Combinatorial Library
Construction and Screening: From Fragments to “Beyond Rule of Five” Macrocycles

     A fundamental goal in chemical biology and drug development is to develop improved methods to identify small molecules to engage biological targets, particularly “undruggable” proteins. This is a major focus of the Kodadek Laboratory. Some of the efforts in which we are engaged are summarized below.

Rapid Identification of Protein-Binding Fragments

     Fragment-based methods are an efficient way to develop high affinity protein ligands. In this approach, thousands of low molecular weight molecules (usually < 300 Daltons) are somehow screened for binding to a protein target. These fragments are then either grown or linked to eventually generate higher affinity drug/probe molecule leads (Figure 1).

Binding Screen

Figure 1. Fragment-based drug development. The red shapes represent low molecular weight small molecules and the blue shape is the protein target.

     Because these interactions will be weak (KD – high µM to low mM), only a small number of biophysical assays are capable of detecting them reliably enough to be used in screening, such as NMR or SPR, which are tedious, expensive, and require specialized infrastructure. We are in the process of developing a much simpler and higher throughput method for the discovery of protein-binding fragments.

Fragments A & B

Figure 2. Binding of bead-displayed, low molecular weight fragments to tetrameric Streptavidin (SA). Left: cartoon highlighting the avidity-driven binding to a SA-POI (protein of interest) fusion protein. Center: A SA-binding fragment (A) and a non-binding control (B). Right: Flow cytometry plot showing the amount of fluorescence captured by beads displaying fragment A or fragment B after exposure to fluorescently labeled SA after a one-hour incubation and thorough washing.

     The system relies on the fact that bead-displayed molecules can bind multimeric proteins tightly due to avidity effects even when their intrinsic affinity for the protein is weak. For example, the low molecular weight Fragment A shown in Fig. 2 binds to the tetrameric protein Streptavidin (SA) weakly (KD = 5 mM) in solution but binds SA stably when displayed on tiny (10 µm) TentaGel beads. When using fluorescently labeled SA, this interaction can be detected readily in a 384 well format using a common fluorescent plate reader. We are constructing novel fragment libraries on 10 µm TentaGel beads and screening them against a number of multimeric proteins, of which there are a large number in the human proteome. We are also extending the methodology to monomeric protein targets by constructing trimeric and tetrameric fusion protein derivatives of these proteins for use in assays (Fig. 2).

DNA-Encoded libraries for Fragment Expansion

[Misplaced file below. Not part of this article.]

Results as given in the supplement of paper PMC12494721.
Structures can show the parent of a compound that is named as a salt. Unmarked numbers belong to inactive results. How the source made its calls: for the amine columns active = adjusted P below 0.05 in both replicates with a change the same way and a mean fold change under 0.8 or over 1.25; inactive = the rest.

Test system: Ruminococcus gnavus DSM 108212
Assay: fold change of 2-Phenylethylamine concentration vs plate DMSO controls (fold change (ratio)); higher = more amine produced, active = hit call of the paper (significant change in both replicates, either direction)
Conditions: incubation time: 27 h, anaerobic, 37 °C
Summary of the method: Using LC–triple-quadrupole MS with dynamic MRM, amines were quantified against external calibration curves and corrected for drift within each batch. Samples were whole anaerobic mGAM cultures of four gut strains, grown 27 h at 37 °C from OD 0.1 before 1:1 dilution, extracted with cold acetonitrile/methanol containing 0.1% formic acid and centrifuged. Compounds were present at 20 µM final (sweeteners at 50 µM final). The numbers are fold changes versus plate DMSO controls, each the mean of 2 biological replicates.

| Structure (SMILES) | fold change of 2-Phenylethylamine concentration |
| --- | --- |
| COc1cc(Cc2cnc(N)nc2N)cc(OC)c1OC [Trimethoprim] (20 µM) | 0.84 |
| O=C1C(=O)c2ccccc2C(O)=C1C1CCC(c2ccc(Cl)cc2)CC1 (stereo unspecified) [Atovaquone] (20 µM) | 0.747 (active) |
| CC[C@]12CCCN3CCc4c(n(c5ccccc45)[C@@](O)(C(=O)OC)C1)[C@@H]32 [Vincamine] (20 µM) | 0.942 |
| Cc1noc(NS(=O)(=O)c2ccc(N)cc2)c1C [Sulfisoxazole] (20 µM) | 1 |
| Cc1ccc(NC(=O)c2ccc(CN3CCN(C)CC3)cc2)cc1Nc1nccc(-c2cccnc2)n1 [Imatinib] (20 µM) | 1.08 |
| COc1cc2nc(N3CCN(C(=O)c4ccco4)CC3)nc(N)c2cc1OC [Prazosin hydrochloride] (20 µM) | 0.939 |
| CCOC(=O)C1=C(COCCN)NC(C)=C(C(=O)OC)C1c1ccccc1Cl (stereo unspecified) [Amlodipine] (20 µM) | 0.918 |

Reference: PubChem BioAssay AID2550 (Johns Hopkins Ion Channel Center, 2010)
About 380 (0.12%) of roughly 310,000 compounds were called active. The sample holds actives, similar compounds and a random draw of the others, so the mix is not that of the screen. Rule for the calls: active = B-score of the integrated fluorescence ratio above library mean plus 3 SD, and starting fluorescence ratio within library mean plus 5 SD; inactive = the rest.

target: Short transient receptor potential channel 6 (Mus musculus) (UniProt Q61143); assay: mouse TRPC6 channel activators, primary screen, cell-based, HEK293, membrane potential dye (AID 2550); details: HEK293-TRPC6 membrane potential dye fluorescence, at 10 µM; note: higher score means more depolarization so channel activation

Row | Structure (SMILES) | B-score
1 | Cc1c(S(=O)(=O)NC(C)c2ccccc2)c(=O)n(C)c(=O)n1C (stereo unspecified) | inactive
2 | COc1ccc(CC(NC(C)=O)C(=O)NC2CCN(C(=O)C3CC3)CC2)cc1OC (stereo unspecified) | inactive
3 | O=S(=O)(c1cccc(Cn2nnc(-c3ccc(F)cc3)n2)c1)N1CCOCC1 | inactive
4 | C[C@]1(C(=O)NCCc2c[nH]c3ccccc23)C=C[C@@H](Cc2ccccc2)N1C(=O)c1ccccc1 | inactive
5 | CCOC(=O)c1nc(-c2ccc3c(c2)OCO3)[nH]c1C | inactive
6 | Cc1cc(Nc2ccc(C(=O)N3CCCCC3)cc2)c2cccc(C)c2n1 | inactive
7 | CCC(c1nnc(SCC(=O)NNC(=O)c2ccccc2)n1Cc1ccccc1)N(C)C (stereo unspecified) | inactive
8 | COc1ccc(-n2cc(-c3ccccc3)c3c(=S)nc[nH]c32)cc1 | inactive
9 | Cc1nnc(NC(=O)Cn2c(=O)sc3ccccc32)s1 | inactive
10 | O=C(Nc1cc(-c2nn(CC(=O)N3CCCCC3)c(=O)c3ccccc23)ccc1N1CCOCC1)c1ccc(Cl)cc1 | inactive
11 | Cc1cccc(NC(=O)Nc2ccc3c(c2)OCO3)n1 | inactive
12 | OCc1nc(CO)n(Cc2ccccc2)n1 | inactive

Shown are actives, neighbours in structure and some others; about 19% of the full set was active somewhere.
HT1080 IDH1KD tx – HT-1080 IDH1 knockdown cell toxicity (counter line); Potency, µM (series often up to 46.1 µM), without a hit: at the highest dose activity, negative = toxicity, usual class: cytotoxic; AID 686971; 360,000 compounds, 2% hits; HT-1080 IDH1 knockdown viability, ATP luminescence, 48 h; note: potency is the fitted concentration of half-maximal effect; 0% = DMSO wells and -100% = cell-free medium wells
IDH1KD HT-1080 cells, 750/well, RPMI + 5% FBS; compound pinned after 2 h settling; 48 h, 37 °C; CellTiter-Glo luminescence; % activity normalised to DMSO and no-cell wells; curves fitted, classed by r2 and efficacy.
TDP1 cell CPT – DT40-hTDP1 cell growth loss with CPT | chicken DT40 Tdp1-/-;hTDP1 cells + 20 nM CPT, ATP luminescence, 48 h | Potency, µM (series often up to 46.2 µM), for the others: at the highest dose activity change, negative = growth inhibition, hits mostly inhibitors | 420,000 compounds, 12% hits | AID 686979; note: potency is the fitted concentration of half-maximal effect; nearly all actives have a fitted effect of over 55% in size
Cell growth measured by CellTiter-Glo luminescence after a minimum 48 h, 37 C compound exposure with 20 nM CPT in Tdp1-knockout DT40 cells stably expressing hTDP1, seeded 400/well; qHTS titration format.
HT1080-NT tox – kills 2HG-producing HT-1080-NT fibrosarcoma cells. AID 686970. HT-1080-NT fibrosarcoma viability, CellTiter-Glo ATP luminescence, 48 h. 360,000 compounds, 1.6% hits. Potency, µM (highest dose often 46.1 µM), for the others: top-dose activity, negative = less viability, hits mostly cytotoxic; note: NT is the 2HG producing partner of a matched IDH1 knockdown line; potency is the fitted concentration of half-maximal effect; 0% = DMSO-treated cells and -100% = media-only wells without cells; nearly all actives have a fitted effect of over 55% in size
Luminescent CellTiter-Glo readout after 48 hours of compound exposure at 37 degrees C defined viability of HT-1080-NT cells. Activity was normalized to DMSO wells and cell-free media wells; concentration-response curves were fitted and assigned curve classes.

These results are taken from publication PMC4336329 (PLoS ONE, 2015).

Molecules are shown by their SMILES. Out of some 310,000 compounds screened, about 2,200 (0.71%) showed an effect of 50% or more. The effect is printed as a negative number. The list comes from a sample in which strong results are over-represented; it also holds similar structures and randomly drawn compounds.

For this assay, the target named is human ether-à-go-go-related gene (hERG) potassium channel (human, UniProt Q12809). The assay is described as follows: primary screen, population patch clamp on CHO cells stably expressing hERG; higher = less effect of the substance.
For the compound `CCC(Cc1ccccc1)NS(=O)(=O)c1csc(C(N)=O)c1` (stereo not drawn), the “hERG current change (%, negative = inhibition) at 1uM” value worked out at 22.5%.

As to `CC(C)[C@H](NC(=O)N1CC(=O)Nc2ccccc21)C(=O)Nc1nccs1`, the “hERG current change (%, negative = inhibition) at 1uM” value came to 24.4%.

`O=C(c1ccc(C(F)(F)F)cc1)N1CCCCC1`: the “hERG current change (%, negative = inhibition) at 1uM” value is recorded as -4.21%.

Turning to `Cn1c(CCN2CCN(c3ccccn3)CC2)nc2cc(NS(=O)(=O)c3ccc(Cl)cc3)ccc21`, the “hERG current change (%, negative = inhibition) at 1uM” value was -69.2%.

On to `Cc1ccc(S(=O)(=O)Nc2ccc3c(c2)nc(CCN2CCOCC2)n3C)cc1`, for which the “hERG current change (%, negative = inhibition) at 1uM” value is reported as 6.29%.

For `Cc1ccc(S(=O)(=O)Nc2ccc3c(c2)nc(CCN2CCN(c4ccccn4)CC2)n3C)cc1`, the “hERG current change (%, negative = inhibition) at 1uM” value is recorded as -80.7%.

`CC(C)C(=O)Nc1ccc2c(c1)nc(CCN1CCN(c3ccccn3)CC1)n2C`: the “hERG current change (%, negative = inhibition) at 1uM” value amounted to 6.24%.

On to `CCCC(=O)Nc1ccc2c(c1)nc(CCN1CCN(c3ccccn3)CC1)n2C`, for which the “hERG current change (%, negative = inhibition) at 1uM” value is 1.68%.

We create novel DNA-encoded libraries (DELs) on TentaGel beads by split and pool solid-phase synthesis.1,2 These DELs are screened by incubation with a fluorescently labeled protein, followed by passing the beads through a fluorescence activated cell sorter (FACS) instrument gated to collect the bead that capture high levels of the fluorescent target (Fig. 3). The DNA encoding tags on these beads are amplified and deep sequenced, providing the predicted structures of the candidate protein ligands.

Library Extension

Figure 3. One bead one compound (OBOC) DNA-encoded libraries. A. About 1% of the sites on 10 µm TentaGel beads are modified to carry a “DNA headpiece” to which a forward PCR primer site is ligated. B. Split and pool synthesis is carried out. At each split, a chemical step and the ligation of an encoding oligonucleotide is performed. This is continued until the library is finished, at which time a bead-specific barcode (See C & D) and a reverse PCR primer site are added to the DNA chain. The result is a DNA-encoded OBOC library in which each bead displays many copies of a single small molecule. E. These bead libraries are screened by incubation with target and off-target proteins labeled with different colored fluors. Beads that display ligands that bind the target, but not the off-target, are collected using a FACS. The encoding tags on the “red but not green” beads are amplified and deep sequenced to reveal the structures of the predicted hits. Because bead screening has a high false positive rate, only compounds that appear in the hit pool on multiple beads (assessable due to the bead-specific bar code) are considered for further validation. These “redundant hits” are much more likely to be bona fide ligands than “singletons” in the hit pool. 

     Recently, we have established methods to make DELs of novel, cell permeable macrocycles in which the ring is closed by capture of a reversibly formed imine. This is done either by reducing the imine with NaCNBH3 or creating an imidazopyridinium heterocycle through reaction with a 2-formyl pyridine (Fig. 4). These synthetic workflows allow the facile incorporation of protein-binding fragments into the DEL as shown in Fig. 4. The resultant “biased DELs” can then be screened for high affinity ligands to the protein of interest.

Mild acid

Figure 4. Macrocycle libraries for fragment to lead discovery.

Literature Cited

1.         Paciaroni, N.G., Ndungu, J.M., and Kodadek, T. (2020). An aldehyde explosion strategy for the synthesis of structurally complex DNA-encoded libraries. Chem. Comm. 56, 4656-4659.

2.         Koesema, E., Roy, A., Paciaroni, N.G., Coito, C., Tokmina-Roszyk, M., and Kodadek, T. (2022). Synthesis and Screening of a DNA-Encoded Library of Non-Peptidic Macrocycles. Angew Chem Int Ed Engl, e202116999. 10.1002/anie.202116999.